June 30, 2014

By Fred Koenig

The United Methodist clergy appointment is one of the most important processes the denomination engages in, but it is often misunderstood. In an attempt to bring understanding to how clergy end up where they are, Missouri Bishop Robert Schnase presented a session on Demystifying the Appointment Process. 
    
Often called then itinerate system or itinerancy, United Methodist clergy offer themselves as being called to be sent, and surrender themselves to be sent where needed. In the spirit of Christ, they come not to be served, but to serve. One question drives the process: Will it further the kingdom more to move or stay? The mission of the church comes first. During cabinet meetings, the Conference mission statement of leading congregations to lead people to actively follow Jesus Christ is foremost. The Five Expectations also guide the process: Christ-Centered, Fruitfulness, Excellence, Accountability and Collaboration.
    
Bishop Schnase recalls another Bishop telling him that when she first became involved in the appointment process as a district superintendent, she was mainly concerned with how the pastor would feel about the appointment. She later became more concerned about how the people of the church would feel about the appointment. Finally she learned that it was more important to consider how the people in the community surrounding the church would feel about the appointment. 
    
“We have an appointment process that is mission-field focused,” Bishop Schnase said. 
    
Information gathering for the appointment process begins with charge conferences, followed by clergy evaluations in the fall, and consultations in the spring. Both the clergy and the pastor-parish relations committee fill out forms that include the question of whether the clergy person should stay or move, and why. Numbers are examined, compared to the demographics of the surrounding community, to determine if the church is growing or declining. 
    
The cabinet meets for three long, uninterrupted days for assessment week, with each district superintendent bringing an assessment packet with a summary of the information gathered. 

Principles That Drive Process

  1. The mission of the church comes first.
  2. The appointment process deserves our honesty and a view for the good of the whole connection
  3. Reward excellence in the mission field (not just in local congregations) process is data supported.
  4. Four years is the minimum service in area for effectiveness – four years under 200, six years 200 – 500, 8 years over 500.
  5. We don’t move pastors during the provisional period, if the pastor requests move, provisional clock (two years supervised) starts over.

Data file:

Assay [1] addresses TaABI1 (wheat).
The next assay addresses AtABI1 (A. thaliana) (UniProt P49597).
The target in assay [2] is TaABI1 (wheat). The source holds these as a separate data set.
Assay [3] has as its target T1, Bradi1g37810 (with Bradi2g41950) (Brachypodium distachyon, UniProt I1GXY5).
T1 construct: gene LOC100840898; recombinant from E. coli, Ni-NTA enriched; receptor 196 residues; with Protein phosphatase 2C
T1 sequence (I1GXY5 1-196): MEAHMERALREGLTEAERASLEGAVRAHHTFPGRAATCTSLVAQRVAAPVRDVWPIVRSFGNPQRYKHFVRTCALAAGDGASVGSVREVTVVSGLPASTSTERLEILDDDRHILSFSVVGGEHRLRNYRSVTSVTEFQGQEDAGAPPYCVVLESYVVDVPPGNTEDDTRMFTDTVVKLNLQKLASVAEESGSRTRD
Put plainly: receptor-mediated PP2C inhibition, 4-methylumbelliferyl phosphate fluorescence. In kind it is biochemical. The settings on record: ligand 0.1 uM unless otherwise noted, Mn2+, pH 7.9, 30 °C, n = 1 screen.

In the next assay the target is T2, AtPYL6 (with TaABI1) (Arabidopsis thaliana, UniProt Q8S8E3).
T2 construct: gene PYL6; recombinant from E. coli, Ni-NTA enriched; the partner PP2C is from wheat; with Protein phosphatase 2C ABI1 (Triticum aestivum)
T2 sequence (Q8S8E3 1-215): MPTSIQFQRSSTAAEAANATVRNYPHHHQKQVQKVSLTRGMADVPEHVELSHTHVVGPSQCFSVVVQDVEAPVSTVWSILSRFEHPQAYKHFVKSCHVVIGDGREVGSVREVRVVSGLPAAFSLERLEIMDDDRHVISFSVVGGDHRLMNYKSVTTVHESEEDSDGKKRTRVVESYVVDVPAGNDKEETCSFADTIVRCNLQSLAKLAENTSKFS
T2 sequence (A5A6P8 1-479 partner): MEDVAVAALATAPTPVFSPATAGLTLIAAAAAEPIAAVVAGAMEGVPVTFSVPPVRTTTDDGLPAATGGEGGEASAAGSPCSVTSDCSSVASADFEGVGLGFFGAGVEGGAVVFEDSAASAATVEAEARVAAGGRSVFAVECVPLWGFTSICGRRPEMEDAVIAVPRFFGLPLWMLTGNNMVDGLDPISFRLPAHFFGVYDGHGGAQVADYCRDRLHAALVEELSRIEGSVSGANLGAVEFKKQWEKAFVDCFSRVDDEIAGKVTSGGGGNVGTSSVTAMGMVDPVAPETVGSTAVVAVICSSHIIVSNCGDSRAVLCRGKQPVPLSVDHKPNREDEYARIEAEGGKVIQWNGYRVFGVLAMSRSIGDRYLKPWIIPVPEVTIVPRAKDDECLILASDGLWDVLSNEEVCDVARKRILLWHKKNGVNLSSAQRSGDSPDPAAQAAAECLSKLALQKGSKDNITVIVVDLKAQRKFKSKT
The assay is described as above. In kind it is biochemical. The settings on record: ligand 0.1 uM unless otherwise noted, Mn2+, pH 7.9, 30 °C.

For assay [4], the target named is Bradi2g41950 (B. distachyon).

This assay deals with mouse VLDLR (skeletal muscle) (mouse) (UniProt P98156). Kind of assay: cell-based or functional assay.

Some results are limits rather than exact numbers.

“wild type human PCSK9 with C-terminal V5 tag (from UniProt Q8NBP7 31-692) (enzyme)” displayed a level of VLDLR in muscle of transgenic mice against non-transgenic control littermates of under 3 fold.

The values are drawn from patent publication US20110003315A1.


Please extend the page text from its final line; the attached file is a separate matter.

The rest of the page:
6. Plan intentional leadership development for high potential pastors for long-term good of the mission of the Conference. 
  7. Consultations refer to the conversations we have before the appointment is made.
  8. We begin with strategic appointments, not highest salaries.
  9. Work graciously encouraging ineffective clergy to exit rather than to appoint them somewhere where there is no confidence they can succeed. 
  10. Part-time appointments, student appointments and lay pastors will be worked out by the DS. 
  11. Done by mid-May
  12. Attend to system to further mission. 
Bishop Schnase said he expects every district superintendent to be working for the good of the Conference, not just the good of his or her district. 
    
“Superintendents don’t hold cards too close to the chest – that’s the easiest way to become a former superintendent in this conference,” he said. 
    
Bishop Schnase noted both the clergy and the local churches have a voice in the process early on, but later it is up to him to make the appointments. 
    
“When the phone call comes in the spring, we’re not asking your opinion about it at that point,” he said. “If you are the PPR chair, when you get the call that we want to set up time to introduce a new pastor, it’s not an interview.” 
    
The Missouri Conference has more women in large churches than any other Conference in the South Central Jurisdiction. Bishop Schnase said he still occasionally gets a request for a male pastor. 
    
“If you’re saying you would rather have a less-effective male pastor than a more-effective female pastor, you should consider the signal that you’re sending me with that request,” he said. 
    
Bishop Schnase opened up the appointment boards, and then walked through the process the cabinet goes through in filling a vacancy in a church, which then creates another vacancy in a different church, resulting in a chain of appointment changes. He said pastors are sometimes “promoted” to a more strategic location where they are needed, even though the salary may be significantly less in the new location. 
    
“This happens is about 30 percent of the cases,” he said. 
    
By May of this year, there were 30 retirements, and 57 full-time clergy changed appointments. At the end of the process, there is one question that the Bishop and cabinet have to answer so they know they have done their job: “I have appointed ______ to ______ so that ______ . 
    
For more information on the appointment process, go to www.7levers.org